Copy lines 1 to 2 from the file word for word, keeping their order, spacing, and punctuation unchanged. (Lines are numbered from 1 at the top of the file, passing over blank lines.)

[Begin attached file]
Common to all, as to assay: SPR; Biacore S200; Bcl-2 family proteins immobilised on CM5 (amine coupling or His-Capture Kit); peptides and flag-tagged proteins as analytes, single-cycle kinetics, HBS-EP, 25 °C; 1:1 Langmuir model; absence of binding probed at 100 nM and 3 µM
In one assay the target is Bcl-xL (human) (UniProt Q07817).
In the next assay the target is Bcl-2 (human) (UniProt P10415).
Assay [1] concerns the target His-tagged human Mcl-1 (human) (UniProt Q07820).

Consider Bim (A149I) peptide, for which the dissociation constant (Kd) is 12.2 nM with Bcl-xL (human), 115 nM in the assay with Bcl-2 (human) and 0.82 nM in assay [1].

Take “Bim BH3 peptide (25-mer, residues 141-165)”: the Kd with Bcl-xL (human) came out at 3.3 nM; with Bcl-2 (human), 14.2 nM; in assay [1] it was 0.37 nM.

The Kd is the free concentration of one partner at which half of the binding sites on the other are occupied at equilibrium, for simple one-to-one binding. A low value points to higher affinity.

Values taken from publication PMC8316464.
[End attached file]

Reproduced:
Common to all, as to assay: SPR; Biacore S200; Bcl-2 family proteins immobilised on CM5 (amine coupling or His-Capture Kit); peptides and flag-tagged proteins as analytes, single-cycle kinetics, HBS-EP, 25 °C; 1:1 Langmuir model; absence of binding probed at 100 nM and 3 µM
In one assay the target is Bcl-xL (human) (UniProt Q07817).